An aerial view of Boeing 777X and Boeing 737 MAX 10 aircraft parked at King-Boeing Field County International Airport in Seattle, Washington on June 1, 2022.
Lindsey Wasson | Reuters
Boeing on Wednesday reported revenue and adjusted loss below analysts’ estimates, but the aircraft maker stuck to its forecast for a return to free cash flow in 2022.
The company has just won high-profile orders at the Farnborough Air Show, such as those for 100 737 Max 10s from Delta Air Lines.
Here’s how the company performed against analyst estimates compiled by Refinitiv:
- Adjusted loss per share: 37 cents vs. expected loss of 14 cents.
- Revenue: $16.68 billion versus $17.57 billion expected.
CEO Dave Calhoun said earlier this month that the company produces an average of 31,737 Max jetliners each month. He said the company would not ramp up production too quickly due to supply chain and labor constraints. Its rival Airbus has expressed similar concerns.
“Even with high demand, we will not chase production rates or push our system too fast,” Calhoun said in a staff memo Wednesday. “With safety and quality at the forefront, we will prioritize stability and predictability.”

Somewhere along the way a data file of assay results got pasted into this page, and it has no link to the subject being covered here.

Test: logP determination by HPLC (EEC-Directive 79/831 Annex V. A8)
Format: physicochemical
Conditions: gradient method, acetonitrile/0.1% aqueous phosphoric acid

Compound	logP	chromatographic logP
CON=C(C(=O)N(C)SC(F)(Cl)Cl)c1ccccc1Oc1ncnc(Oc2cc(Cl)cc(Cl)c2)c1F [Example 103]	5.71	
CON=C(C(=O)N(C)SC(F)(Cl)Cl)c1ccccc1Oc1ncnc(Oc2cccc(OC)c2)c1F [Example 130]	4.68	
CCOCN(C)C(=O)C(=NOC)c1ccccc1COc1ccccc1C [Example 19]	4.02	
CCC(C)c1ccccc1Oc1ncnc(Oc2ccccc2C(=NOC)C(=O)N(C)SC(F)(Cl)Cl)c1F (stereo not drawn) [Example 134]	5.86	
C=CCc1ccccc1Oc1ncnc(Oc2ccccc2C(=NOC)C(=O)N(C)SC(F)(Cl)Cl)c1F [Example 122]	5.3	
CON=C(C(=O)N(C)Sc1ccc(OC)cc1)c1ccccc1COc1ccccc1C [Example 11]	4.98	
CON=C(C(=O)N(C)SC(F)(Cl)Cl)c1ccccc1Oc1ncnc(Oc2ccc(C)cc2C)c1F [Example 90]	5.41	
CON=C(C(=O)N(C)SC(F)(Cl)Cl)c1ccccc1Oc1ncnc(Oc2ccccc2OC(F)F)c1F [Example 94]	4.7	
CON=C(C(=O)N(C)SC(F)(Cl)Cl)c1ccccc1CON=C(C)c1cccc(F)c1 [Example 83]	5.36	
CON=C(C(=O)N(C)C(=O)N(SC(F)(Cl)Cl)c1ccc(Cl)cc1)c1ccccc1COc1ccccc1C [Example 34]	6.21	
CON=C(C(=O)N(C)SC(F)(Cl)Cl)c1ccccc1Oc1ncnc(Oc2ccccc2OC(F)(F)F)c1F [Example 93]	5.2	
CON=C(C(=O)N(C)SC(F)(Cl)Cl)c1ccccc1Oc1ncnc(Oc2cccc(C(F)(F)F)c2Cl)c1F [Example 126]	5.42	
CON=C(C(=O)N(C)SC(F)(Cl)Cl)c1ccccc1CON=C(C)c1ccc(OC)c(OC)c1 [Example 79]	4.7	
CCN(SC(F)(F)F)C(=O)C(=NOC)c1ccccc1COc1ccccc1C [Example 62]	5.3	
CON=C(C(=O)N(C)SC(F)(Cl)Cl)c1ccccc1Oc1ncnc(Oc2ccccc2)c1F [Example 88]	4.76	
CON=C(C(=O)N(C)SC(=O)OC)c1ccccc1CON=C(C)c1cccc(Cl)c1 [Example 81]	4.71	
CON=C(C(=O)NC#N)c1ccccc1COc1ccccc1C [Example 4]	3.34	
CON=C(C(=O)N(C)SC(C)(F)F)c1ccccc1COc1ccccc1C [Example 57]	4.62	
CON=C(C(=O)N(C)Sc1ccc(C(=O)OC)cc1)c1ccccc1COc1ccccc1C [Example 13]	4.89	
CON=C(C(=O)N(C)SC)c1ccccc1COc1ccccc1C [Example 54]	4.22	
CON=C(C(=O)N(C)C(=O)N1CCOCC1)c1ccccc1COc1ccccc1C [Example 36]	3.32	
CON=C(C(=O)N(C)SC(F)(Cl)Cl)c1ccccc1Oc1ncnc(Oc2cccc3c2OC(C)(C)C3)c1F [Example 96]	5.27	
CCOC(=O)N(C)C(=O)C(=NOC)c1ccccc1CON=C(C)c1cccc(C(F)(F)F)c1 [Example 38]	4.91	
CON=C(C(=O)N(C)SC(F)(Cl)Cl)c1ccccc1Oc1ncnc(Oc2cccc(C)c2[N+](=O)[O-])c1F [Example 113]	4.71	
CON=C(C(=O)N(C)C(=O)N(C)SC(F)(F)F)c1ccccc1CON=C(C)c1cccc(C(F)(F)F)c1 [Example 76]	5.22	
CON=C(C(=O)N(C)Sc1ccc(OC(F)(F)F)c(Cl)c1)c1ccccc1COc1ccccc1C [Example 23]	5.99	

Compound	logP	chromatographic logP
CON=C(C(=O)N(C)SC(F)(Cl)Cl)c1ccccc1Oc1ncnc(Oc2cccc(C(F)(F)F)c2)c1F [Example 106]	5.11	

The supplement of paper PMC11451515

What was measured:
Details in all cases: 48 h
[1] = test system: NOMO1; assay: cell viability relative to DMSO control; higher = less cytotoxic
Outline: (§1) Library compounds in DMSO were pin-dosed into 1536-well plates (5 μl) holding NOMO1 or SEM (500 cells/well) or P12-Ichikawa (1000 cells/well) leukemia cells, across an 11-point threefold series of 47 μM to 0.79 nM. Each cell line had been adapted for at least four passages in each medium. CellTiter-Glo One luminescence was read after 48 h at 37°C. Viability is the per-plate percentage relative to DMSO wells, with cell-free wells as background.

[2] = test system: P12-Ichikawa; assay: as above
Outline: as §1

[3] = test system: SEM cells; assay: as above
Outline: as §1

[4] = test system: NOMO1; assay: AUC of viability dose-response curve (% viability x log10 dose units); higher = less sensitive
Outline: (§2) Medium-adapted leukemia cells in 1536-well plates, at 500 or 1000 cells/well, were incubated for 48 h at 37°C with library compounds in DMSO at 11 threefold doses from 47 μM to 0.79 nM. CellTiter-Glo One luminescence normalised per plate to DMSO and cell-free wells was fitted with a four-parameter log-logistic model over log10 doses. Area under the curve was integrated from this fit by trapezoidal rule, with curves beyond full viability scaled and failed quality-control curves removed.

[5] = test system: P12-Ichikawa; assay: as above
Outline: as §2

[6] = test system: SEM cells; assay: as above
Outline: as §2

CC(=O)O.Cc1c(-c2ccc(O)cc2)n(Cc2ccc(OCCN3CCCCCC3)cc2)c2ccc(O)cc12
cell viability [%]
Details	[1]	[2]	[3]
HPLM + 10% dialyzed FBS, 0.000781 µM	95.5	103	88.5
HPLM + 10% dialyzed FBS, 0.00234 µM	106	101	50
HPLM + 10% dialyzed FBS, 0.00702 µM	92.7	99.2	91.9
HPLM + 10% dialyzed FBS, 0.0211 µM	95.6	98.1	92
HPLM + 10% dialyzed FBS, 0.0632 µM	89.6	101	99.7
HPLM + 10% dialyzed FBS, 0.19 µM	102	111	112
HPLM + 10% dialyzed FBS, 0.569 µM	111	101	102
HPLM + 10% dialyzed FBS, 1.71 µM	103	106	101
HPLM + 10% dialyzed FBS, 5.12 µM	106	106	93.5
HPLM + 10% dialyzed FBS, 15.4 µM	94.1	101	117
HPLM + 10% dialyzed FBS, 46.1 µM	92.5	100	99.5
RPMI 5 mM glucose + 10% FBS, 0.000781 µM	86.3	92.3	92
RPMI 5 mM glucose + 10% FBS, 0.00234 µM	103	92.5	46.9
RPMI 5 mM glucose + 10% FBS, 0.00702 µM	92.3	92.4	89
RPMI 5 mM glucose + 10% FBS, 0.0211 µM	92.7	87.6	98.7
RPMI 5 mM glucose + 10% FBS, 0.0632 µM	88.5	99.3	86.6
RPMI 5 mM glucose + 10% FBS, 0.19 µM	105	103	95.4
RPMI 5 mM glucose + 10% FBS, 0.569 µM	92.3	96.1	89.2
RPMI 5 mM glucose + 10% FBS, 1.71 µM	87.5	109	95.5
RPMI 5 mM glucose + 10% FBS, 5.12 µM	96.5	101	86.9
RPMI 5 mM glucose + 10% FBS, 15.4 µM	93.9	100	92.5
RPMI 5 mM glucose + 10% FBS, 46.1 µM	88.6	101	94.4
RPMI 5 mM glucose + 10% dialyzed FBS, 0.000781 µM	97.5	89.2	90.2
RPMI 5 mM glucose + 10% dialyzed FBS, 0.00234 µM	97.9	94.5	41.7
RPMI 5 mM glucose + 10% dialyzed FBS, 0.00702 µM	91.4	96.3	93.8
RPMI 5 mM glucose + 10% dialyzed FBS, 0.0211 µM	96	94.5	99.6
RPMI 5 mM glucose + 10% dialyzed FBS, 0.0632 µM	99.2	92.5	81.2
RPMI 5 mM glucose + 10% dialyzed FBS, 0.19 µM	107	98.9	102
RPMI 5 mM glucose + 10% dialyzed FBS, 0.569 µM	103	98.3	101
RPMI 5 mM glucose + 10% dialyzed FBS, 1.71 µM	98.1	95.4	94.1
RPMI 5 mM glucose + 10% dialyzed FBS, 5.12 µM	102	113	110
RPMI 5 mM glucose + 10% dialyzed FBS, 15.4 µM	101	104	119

He also reiterated that Boeing is “in the final stages” of preparations to resume deliveries of its 787 Dreamliners, which were halted for more than a year after manufacturing defects were detected.
Boeing executives will discuss the results with analysts at 10:30 a.m. Wednesday, when they likely face questions about the 737 Max’s return to flights in China, the plane’s key customer, the 777X’s schedule and its forecast. cash flow for this year and next year.
Analysts are also likely to ask Boeing executives to clarify when they hope to achieve U.S. certification for the 737 Max 10, the largest in the Max family.
Boeing shares are down more than 22% so far this year. The shares rose more than 3% in premarket trading after the earnings release.
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